Frank Stella, Tuftonboro, 1974, Signed, 8 color lithograph and screenprint, Edition 100, 17 1/4" x 22 1/4" Sheet Size,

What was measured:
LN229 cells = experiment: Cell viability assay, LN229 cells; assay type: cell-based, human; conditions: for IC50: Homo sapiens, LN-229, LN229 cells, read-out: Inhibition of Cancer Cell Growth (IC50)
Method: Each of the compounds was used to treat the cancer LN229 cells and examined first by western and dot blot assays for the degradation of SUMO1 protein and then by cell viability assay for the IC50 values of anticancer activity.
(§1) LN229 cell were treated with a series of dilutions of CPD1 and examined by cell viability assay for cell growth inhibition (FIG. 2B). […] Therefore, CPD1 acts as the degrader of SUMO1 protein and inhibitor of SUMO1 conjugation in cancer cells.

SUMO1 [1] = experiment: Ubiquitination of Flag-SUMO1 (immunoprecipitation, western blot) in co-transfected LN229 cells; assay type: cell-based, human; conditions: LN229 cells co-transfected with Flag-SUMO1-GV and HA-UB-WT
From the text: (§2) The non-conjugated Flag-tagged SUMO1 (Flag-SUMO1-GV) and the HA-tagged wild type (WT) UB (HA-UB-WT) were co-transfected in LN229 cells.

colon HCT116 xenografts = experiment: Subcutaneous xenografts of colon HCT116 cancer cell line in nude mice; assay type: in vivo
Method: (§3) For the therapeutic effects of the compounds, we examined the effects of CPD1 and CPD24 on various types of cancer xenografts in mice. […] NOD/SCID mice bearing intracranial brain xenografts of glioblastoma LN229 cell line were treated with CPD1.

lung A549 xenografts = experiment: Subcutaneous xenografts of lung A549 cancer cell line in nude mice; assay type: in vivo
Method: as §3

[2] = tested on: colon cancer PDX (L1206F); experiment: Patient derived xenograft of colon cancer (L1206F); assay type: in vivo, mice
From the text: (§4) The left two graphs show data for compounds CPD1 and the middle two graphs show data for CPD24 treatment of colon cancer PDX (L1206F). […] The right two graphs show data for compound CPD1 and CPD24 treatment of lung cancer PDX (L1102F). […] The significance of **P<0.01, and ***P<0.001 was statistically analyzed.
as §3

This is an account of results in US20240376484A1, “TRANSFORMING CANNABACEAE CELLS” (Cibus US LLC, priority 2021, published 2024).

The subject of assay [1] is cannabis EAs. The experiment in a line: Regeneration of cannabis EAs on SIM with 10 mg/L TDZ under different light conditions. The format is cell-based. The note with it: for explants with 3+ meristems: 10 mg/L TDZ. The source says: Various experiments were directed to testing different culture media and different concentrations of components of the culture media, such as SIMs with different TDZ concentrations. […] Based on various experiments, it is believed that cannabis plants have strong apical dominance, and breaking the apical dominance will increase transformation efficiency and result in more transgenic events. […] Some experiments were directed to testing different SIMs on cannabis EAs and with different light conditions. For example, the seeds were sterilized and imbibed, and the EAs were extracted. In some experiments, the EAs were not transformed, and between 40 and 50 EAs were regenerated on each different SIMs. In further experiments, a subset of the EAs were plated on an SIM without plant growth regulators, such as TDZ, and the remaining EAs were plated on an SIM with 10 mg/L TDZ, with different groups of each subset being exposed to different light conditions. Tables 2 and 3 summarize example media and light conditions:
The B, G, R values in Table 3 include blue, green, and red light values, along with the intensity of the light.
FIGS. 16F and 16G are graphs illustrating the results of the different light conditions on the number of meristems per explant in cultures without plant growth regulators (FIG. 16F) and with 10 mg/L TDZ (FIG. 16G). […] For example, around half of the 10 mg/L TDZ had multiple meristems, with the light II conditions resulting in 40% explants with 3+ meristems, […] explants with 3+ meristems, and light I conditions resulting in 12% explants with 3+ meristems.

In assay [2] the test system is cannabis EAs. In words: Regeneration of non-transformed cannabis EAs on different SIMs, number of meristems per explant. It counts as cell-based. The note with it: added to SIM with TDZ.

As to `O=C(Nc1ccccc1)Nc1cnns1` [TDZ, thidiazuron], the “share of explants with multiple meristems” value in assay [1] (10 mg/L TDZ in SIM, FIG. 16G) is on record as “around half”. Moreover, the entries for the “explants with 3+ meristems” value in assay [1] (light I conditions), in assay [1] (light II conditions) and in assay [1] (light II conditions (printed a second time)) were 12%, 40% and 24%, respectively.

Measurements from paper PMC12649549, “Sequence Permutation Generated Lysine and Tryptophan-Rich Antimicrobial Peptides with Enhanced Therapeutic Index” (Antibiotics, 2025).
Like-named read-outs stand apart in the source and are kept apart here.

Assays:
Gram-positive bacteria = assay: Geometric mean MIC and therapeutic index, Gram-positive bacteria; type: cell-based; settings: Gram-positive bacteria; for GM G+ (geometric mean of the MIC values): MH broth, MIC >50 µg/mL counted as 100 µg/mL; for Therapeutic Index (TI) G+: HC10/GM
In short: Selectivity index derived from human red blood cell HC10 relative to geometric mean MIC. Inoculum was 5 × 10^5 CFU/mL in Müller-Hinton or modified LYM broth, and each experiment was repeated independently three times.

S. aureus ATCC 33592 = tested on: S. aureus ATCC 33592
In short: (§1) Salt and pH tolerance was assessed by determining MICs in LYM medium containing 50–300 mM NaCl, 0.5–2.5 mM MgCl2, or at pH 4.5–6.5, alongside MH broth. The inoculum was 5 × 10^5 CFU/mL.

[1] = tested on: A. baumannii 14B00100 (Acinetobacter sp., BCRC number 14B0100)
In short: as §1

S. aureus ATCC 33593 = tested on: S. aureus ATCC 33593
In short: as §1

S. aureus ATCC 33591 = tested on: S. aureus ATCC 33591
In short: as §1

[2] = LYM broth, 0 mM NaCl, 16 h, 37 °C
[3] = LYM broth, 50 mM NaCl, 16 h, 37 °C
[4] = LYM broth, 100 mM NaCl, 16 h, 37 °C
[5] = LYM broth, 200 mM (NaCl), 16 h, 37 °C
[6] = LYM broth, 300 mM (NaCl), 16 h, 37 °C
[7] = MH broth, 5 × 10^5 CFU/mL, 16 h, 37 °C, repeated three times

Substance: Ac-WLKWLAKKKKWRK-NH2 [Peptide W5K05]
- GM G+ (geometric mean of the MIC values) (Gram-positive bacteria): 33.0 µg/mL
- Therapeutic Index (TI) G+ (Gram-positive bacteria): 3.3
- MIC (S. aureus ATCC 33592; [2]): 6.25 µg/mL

Frank Stella is an American painter and printmaker. Born in 1936 in Massachusetts, Stella attended the Phillips Academy in Andover, MA where he studied art history and painting. He continued his studies at Princeton University, studying under art historian William Seitz. Following graduation in 1958, he moved to New York City, and achieved almost immediate fame as an artist. Stella's Black Paintings (1959-1960) turned Abstract Expressionism on its head; the cool, impersonal black lines on white canvas were a catalyst for the emerging Minimalist movement of the 1960s. Unlike Abstract Expressionism of the 1940s and 1950s, which thrived on passionate expression of the anxiety and trauma of postwar society, Minimalism emphasized a detachment from any type of symbolism. Throughout the 1960s, Stella continued to experiment with composition and medium; in the mid 1960s he began working exclusively with master printer Kenneth Tyler of Gemini G.E.L, who later established Tyler Graphics LTD. In the 1970s, work took a drastic turn away from minimalism. Although his early work is easily identifiable as minimalism, Stella never considered himself a strict follower of the style. His work during the 1970s evolved from the restrained aesthetic of somber geometric shapes to a baroque-like exuberance of curving lines, neon colors, and scrawling brushstrokes. He also began experimenting more with printmaking, combing several techniques for one piece. The work that Stella produced during the 1970s had a decisive influence on his later work, and still does today.